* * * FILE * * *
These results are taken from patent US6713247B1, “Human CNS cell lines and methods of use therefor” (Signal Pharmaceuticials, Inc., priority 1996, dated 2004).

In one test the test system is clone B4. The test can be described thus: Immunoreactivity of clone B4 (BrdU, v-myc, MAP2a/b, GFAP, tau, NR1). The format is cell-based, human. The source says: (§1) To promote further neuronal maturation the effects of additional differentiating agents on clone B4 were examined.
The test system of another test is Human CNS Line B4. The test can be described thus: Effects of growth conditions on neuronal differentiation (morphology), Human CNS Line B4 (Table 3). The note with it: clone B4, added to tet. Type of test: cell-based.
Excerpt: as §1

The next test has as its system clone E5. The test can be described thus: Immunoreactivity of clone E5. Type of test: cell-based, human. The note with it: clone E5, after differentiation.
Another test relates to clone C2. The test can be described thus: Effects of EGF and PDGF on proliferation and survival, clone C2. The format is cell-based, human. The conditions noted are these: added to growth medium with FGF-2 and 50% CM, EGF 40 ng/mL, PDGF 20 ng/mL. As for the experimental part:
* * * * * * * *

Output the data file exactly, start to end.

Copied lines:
These results are taken from patent US6713247B1, “Human CNS cell lines and methods of use therefor” (Signal Pharmaceuticials, Inc., priority 1996, dated 2004).

In one test the test system is clone B4. The test can be described thus: Immunoreactivity of clone B4 (BrdU, v-myc, MAP2a/b, GFAP, tau, NR1). The format is cell-based, human. The source says: (§1) To promote further neuronal maturation the effects of additional differentiating agents on clone B4 were examined.
The test system of another test is Human CNS Line B4. The test can be described thus: Effects of growth conditions on neuronal differentiation (morphology), Human CNS Line B4 (Table 3). The note with it: clone B4, added to tet. Type of test: cell-based.
Excerpt: as §1

The next test has as its system clone E5. The test can be described thus: Immunoreactivity of clone E5. Type of test: cell-based, human. The note with it: clone E5, after differentiation.
Another test relates to clone C2. The test can be described thus: Effects of EGF and PDGF on proliferation and survival, clone C2. The format is cell-based, human. The conditions noted are these: added to growth medium with FGF-2 and 50% CM, EGF 40 ng/mL, PDGF 20 ng/mL. As for the experimental part: